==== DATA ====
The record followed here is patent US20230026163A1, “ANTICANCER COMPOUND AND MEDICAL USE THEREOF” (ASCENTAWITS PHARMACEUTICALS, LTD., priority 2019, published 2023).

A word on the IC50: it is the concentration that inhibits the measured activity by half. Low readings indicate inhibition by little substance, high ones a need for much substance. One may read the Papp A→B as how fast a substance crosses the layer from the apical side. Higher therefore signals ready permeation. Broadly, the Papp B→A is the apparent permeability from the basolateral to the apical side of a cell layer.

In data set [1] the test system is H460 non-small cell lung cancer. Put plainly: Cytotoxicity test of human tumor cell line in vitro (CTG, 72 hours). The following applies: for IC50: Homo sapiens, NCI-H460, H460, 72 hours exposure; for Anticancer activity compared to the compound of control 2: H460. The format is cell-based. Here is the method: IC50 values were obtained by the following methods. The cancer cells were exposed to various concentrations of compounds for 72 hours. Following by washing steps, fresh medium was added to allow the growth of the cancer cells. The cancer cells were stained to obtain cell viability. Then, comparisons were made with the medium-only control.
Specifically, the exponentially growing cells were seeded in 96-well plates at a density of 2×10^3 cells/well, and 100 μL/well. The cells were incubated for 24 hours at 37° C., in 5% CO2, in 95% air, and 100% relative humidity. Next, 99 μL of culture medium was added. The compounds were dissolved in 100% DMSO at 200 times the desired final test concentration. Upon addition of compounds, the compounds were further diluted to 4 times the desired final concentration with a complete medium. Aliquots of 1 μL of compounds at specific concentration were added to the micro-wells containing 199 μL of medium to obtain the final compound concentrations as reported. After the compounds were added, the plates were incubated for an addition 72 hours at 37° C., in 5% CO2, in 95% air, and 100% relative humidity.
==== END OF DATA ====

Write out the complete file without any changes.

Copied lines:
The record followed here is patent US20230026163A1, “ANTICANCER COMPOUND AND MEDICAL USE THEREOF” (ASCENTAWITS PHARMACEUTICALS, LTD., priority 2019, published 2023).

A word on the IC50: it is the concentration that inhibits the measured activity by half. Low readings indicate inhibition by little substance, high ones a need for much substance. One may read the Papp A→B as how fast a substance crosses the layer from the apical side. Higher therefore signals ready permeation. Broadly, the Papp B→A is the apparent permeability from the basolateral to the apical side of a cell layer.

In data set [1] the test system is H460 non-small cell lung cancer. Put plainly: Cytotoxicity test of human tumor cell line in vitro (CTG, 72 hours). The following applies: for IC50: Homo sapiens, NCI-H460, H460, 72 hours exposure; for Anticancer activity compared to the compound of control 2: H460. The format is cell-based. Here is the method: IC50 values were obtained by the following methods. The cancer cells were exposed to various concentrations of compounds for 72 hours. Following by washing steps, fresh medium was added to allow the growth of the cancer cells. The cancer cells were stained to obtain cell viability. Then, comparisons were made with the medium-only control.
Specifically, the exponentially growing cells were seeded in 96-well plates at a density of 2×10^3 cells/well, and 100 μL/well. The cells were incubated for 24 hours at 37° C., in 5% CO2, in 95% air, and 100% relative humidity. Next, 99 μL of culture medium was added. The compounds were dissolved in 100% DMSO at 200 times the desired final test concentration. Upon addition of compounds, the compounds were further diluted to 4 times the desired final concentration with a complete medium. Aliquots of 1 μL of compounds at specific concentration were added to the micro-wells containing 199 μL of medium to obtain the final compound concentrations as reported. After the compounds were added, the plates were incubated for an addition 72 hours at 37° C., in 5% CO2, in 95% air, and 100% relative humidity.